During the morning events tune in to hear from a host of conservationists including Luis Paulo from the Associação Mico-Leão-Dourado who will talk through their incredible work saving the golden lion tamarin from extinction. Plus each of the 5 Darwin Leaders who will present their project work and screen one of their completed films. Results from the biodiversity transect and coral reef survey will be shared with Q&A throughout.

In the afternoon we will ask the greatest minds in conservation a simple question: “What can we all do to change the world and make a better future for conservation of nature?”

Beaming in to answer that question will be Dame Jane Goodall,  Sylvia Earle, Dr Sarah Darwin, NASA Astronaut Terry W. Virts, National Geographic Photographer Ami Vitale, Philippe Cousteau, ocean conservationist, founder of EarthEcho International and grandson of Jacques Cousteau, and DARWIN200 founder and project leader Stewart McPherson.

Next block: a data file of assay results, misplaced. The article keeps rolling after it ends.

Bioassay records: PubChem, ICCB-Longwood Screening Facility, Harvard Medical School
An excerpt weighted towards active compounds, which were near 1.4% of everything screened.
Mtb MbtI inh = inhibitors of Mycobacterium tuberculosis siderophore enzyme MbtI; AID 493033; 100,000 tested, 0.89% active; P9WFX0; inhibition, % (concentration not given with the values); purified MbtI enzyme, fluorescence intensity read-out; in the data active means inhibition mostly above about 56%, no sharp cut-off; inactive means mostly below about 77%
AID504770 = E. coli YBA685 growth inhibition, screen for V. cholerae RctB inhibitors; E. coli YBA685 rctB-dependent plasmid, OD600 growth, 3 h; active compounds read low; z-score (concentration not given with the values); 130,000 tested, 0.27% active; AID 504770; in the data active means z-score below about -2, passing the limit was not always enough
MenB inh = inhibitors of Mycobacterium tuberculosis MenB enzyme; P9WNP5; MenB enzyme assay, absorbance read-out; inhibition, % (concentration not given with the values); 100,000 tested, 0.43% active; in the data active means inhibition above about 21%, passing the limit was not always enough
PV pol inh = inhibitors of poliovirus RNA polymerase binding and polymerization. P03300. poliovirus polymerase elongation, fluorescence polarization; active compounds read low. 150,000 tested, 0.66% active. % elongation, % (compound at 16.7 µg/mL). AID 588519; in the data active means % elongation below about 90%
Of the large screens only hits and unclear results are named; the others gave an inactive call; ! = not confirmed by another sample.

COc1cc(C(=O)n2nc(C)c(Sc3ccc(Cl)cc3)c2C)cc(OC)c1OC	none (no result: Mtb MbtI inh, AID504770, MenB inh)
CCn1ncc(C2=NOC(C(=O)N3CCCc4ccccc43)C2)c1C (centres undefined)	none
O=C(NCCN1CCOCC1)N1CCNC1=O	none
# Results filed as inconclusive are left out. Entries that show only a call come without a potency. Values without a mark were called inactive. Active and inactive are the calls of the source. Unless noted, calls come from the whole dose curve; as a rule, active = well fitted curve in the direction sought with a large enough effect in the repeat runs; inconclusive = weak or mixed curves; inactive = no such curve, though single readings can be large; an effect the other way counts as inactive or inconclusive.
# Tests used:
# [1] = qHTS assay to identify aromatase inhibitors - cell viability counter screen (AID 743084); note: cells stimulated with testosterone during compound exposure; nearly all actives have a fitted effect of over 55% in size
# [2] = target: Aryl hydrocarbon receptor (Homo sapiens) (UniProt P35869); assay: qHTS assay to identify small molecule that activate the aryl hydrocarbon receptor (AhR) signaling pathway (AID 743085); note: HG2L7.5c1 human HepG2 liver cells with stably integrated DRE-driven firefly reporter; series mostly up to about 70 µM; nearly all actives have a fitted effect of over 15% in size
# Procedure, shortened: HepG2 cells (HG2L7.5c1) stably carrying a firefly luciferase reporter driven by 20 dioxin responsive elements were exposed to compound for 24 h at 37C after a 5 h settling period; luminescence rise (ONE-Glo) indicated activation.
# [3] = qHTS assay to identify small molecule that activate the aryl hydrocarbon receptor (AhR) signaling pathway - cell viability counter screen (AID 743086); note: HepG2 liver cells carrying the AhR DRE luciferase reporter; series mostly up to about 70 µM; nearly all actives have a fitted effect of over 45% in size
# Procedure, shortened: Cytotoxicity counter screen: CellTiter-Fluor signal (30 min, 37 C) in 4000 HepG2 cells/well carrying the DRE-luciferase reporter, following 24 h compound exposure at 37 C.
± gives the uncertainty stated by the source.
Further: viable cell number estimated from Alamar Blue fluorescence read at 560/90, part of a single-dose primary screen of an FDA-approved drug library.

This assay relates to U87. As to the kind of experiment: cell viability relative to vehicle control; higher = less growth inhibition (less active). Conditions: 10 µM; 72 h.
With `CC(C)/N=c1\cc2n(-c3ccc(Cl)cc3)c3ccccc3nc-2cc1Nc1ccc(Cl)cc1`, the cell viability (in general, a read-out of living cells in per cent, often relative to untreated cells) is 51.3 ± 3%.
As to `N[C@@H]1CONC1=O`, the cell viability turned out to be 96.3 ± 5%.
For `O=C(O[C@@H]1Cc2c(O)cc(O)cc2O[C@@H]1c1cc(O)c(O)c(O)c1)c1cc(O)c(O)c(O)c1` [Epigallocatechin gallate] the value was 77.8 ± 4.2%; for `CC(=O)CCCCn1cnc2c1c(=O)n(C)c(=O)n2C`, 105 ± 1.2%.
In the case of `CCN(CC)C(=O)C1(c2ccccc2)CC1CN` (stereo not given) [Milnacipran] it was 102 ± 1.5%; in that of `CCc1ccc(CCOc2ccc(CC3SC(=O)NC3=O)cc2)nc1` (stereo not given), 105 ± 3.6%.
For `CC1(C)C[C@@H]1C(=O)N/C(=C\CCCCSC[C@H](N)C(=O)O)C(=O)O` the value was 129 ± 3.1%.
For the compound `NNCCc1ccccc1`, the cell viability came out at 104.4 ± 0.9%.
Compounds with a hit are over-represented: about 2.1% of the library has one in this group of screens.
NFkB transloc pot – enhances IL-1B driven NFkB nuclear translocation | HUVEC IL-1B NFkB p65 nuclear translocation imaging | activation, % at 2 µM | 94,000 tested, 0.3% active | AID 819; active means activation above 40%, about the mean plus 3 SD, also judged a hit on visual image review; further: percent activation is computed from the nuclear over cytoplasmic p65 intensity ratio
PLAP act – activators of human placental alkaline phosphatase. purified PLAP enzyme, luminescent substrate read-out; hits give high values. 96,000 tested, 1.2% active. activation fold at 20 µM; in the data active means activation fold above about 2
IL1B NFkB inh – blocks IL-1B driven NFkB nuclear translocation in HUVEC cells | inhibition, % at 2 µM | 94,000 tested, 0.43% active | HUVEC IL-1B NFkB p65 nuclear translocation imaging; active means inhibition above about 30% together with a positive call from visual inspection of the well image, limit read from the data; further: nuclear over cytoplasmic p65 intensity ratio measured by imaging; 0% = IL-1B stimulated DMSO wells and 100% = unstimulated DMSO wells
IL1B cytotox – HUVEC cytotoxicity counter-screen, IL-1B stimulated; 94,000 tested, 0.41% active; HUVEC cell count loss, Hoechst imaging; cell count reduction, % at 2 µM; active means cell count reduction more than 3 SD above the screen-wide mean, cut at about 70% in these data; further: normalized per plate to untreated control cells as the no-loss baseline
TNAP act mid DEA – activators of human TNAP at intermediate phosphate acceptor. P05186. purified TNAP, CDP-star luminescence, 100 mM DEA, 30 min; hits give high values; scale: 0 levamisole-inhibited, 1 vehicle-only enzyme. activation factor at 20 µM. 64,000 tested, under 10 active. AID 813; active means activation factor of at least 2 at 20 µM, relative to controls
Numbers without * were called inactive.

Full details at

DARWIN200 in Rio de Janeiro

Rio de Janeiro is the fifth of 32 ports to be visited during DARWIN200, a 40,000+ nautical mile voyage and conservation mission. The DARWIN200 Global Voyage is retracing young Charles Darwin’s famous journey on HMS Beagle and aims to change the world for the better by empowering 200 next-gen leaders of conservation.

In each port of the DARWIN200 global voyage, small groups of ‘Darwin Leaders’, selected from around the world for their outstanding achievements in conservation, join the tall ship for a week-long immersive conservation leadership training programme. Two hundred in total will take part over the two-year expedition – hence the project name. Working alongside local conservation experts, each Darwin Leader studies a species of animal, plant or an ecosystem, assesses its population status and how it has changed over the past two centuries, learns about conservation initiatives currently in place to protect it and develops their own ideas on how to better conserve the chosen species in the future.